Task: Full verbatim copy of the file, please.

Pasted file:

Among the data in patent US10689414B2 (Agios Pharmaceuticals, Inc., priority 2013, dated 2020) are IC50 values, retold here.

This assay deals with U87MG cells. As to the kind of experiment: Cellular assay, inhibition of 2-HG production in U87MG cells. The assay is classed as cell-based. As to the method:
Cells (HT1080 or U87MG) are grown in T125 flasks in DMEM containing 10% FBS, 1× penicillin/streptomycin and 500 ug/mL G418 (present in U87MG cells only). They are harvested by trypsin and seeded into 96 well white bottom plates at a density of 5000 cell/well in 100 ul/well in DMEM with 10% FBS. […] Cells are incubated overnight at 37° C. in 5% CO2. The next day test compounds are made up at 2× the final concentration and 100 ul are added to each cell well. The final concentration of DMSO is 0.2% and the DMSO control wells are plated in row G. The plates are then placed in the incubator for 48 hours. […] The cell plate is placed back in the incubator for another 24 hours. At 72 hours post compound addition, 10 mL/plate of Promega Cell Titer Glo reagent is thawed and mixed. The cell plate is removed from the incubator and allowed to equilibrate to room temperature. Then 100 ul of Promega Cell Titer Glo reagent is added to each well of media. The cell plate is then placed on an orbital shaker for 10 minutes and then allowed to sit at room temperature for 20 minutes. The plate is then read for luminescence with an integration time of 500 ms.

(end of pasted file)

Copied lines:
Among the data in patent US10689414B2 (Agios Pharmaceuticals, Inc., priority 2013, dated 2020) are IC50 values, retold here.

This assay deals with U87MG cells. As to the kind of experiment: Cellular assay, inhibition of 2-HG production in U87MG cells. The assay is classed as cell-based. As to the method:
Cells (HT1080 or U87MG) are grown in T125 flasks in DMEM containing 10% FBS, 1× penicillin/streptomycin and 500 ug/mL G418 (present in U87MG cells only). They are harvested by trypsin and seeded into 96 well white bottom plates at a density of 5000 cell/well in 100 ul/well in DMEM with 10% FBS. […] Cells are incubated overnight at 37° C. in 5% CO2. The next day test compounds are made up at 2× the final concentration and 100 ul are added to each cell well. The final concentration of DMSO is 0.2% and the DMSO control wells are plated in row G. The plates are then placed in the incubator for 48 hours. […] The cell plate is placed back in the incubator for another 24 hours. At 72 hours post compound addition, 10 mL/plate of Promega Cell Titer Glo reagent is thawed and mixed. The cell plate is removed from the incubator and allowed to equilibrate to room temperature. Then 100 ul of Promega Cell Titer Glo reagent is added to each well of media. The cell plate is then placed on an orbital shaker for 10 minutes and then allowed to sit at room temperature for 20 minutes. The plate is then read for luminescence with an integration time of 500 ms.